• Comment number 22.

    Sitting with my dad watching proper boxers in the 60's and 70's....a memory that will never leave me. Smokin Joe RIP

  • Comment number 23.

    As i write this I have a lump in my throat and a tremulous bottom lip. I was lucky enough to have watched those fights as they happened. Smoking Joe fights with Ali were the ultimate in heavyweight championship boxing which have never been replicated.

    Joe Fraser was a warrior, who was not going to go out other than on his shield. He would have taken care of most heavyweights that I have seen through from his time in the 70's to today.

    I was at the fight in Jamaica when Foreman beat Joe and was amazed as anyone with what happened there, it just didn't add up. I can only rationalise that Joe had used his all in the first fight with Ali and had somehow become diminished.

    I could go on and on about this amazing boxer, however there is one last thing. I think the statue in Philadelphia of 'rocky' is blasphemous to the names of great fighters who have come out of the windy city of which Joe Frazer sits at the pinnacle. I can only hope that he is simlarly recognised in a more prominent and deserved position as a testament to reality over hollywood fiction.

  • Comment number 24.

    Ben....i would have to say one of your best blogs ever......thank you :) I once asked my dad if he could travel back in time and see 1 sporting event live what would it be? He choose the Manilla fight (he is Australian.
    I still remember my shock at his choice. there are so many choices and most Australians will go for some Olympic or cricket event. I laughed it off but years later as a grown man he sat me down and we watched it together.....i was stunned....what ever ones thoughts on boxing, that was an iconic moment in sport, it has and still does have a huge effect on many poeple...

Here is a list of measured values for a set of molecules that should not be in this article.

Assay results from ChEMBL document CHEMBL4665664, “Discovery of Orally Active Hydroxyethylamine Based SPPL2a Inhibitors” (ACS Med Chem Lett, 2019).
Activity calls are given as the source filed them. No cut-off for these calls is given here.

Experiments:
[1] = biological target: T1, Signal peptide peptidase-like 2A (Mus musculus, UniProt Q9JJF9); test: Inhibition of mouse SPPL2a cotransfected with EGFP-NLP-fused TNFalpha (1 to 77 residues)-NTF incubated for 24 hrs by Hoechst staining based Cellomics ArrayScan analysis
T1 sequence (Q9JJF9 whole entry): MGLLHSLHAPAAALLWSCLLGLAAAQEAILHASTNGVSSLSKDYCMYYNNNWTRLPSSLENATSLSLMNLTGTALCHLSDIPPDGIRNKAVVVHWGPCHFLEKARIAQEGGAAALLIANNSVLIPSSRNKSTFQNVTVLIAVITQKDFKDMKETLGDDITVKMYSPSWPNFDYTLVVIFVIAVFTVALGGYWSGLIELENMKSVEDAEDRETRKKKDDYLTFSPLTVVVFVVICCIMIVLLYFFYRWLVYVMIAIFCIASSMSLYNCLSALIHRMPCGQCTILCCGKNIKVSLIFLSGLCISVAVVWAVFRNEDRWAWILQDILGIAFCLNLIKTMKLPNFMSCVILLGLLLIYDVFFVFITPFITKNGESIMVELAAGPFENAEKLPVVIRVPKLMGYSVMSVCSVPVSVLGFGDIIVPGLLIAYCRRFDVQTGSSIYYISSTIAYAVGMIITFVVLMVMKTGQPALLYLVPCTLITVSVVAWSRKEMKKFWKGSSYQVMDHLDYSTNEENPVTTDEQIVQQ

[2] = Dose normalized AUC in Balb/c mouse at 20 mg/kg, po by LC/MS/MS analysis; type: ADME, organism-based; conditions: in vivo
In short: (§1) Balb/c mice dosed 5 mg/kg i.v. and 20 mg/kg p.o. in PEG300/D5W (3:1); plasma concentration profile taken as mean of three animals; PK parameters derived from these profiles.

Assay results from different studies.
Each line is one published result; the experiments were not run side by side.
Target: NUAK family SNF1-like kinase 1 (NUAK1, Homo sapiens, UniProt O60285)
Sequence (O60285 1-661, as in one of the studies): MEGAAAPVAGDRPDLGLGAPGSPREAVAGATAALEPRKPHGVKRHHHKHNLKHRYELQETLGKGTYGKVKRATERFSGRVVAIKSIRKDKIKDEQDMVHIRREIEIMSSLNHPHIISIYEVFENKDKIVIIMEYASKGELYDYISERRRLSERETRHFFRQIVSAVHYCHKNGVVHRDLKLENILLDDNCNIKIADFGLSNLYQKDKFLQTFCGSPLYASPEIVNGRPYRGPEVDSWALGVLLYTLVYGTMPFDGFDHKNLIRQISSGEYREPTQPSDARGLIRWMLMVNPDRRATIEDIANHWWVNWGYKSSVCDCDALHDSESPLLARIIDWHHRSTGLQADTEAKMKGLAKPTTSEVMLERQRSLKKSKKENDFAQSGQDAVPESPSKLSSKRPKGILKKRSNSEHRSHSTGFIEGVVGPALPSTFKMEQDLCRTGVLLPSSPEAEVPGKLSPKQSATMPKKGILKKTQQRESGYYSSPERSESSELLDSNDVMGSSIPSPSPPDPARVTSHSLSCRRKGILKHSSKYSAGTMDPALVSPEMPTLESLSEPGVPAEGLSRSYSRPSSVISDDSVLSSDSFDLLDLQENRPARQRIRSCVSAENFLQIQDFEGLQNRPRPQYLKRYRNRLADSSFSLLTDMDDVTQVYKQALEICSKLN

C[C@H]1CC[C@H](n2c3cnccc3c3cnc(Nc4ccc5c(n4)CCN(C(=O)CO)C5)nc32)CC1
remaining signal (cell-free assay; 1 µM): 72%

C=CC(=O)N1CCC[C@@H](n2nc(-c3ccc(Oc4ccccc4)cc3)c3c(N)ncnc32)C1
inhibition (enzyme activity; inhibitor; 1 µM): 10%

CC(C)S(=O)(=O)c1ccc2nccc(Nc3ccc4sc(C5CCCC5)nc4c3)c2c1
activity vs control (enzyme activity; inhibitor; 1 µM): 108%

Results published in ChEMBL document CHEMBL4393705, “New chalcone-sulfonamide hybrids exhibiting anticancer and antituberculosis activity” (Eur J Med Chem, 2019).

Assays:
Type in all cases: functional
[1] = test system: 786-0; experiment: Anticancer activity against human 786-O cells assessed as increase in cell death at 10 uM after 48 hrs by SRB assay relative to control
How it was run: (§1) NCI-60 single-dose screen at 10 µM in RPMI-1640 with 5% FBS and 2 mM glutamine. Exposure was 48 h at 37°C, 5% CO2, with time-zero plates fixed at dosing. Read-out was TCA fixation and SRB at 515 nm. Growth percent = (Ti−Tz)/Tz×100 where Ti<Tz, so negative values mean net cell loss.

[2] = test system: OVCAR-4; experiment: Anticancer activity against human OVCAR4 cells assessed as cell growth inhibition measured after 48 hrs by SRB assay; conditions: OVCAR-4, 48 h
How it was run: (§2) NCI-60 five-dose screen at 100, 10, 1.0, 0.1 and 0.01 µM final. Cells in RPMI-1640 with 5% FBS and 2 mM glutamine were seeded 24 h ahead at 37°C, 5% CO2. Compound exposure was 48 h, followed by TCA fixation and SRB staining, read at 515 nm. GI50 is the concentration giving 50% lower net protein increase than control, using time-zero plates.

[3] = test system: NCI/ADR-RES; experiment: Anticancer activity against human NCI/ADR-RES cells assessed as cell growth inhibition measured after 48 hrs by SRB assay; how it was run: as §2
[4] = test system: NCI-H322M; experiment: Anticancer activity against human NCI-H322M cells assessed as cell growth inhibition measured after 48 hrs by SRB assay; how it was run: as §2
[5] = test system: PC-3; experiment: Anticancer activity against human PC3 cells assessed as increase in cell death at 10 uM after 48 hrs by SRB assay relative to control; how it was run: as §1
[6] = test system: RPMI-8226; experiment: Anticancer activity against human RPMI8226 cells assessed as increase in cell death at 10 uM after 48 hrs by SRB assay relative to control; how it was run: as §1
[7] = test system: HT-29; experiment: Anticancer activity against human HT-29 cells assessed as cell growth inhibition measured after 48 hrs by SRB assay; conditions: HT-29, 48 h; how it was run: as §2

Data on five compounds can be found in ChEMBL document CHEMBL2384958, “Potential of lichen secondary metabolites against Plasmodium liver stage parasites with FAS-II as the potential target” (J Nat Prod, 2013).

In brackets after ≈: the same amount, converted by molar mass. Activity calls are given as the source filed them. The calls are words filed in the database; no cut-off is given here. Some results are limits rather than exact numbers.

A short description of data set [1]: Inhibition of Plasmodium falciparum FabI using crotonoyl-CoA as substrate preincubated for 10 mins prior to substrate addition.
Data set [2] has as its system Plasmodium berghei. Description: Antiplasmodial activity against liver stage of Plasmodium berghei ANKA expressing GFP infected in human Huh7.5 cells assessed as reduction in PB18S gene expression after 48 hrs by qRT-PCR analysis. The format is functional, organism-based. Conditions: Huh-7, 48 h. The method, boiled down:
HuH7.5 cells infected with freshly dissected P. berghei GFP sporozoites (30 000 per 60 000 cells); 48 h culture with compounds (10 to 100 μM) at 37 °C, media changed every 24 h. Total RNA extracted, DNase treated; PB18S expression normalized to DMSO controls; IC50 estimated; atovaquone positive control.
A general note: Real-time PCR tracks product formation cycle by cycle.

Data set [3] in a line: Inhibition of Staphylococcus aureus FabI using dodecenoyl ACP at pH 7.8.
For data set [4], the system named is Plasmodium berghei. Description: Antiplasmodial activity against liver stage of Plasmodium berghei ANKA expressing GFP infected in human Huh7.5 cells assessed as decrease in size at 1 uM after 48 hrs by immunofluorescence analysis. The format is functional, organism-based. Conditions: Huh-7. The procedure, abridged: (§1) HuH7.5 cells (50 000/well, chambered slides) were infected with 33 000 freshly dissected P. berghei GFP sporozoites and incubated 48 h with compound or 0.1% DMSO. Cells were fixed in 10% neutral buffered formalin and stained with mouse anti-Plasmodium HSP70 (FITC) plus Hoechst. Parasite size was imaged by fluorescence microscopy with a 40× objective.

• Comment number 25.

    @ #17 I think you mean Ben :P

  • Comment number 26.

    what a champion boxer total legend R.I.P smokin joe you will be missed.

  • Comment number 27.

    I read BBC sports blogs with great interest but the vast majority (especially the football ones) are absolutely rubbish.

    Not so with Mr Ben Dirs - it's always a real pleasure to read your work and this one is no exception. Can you give Phil McNulty some tutoring please?

    Smokin Joe - Heavyweight Legend - RIP

  • Comment number 28.

    Sad news to darken an already dark and gloomy day.

    I'm too young to have ever had the opportunity to witness the great heavyweights of that generation but I can look back and make the comparisons necessary to believe that those who lived during Joe's era were blessed with some of the greatest boxing talents of all time - Joe was no exception.

    Rest in peace big man.

  • Comment number 29.

    I have just heard of the demise of Joe Frazier (Smoking Joe) whom I have a special adoration. I am Thomas Oh, the 'Match Maker' who was responsible for arranging the 3rd Ali-Frazier Fight in Manila. To me, it was about the greatest heavyweight fight in the world's boxing history! Only Ali and Joe could have carried it off and to know I was directly responsible to put through this fight, is a life time's memory. I got to know and understand Joe better over the period in Manila. I admired him for his fighting prowess. But out of the ring, he was such a nice and quiet person to talk to! Good bye Joe, you may be gone but shall always remain in the minds of those who had the opportunity to know you. God Bless

    Thomas Oh, Malaysia

  • Comment number 30.

    Lovely post by "first pie at Maine Road" (or similar). I too remember that era, listening to fights on the radio with my Dad (Welsh, great Howard Winstone fan) and also on TV... Ali, Our 'Enry, Smokin' Joe. Times that will never be repeated

  • Comment number 31.

    Ali v Frazer was one of my earliest sporting memories when sporting rivalry was at its fiercest. Although both made a lot of money from the fights you got the impression that they would have happily slugged it out for the title and title alone. An both would have walked to Manila for the contest if they had to. I am pleased that their hostility to each other cooled as the years went by... but the sheer fact that they genuinely did not like each other just added to the melting pot and the interest in the fight.

    All the posturing of today's fighters is half hearted and all about the purse. A sad way for a great fighter to go out. I know we will not see their type again in boxing.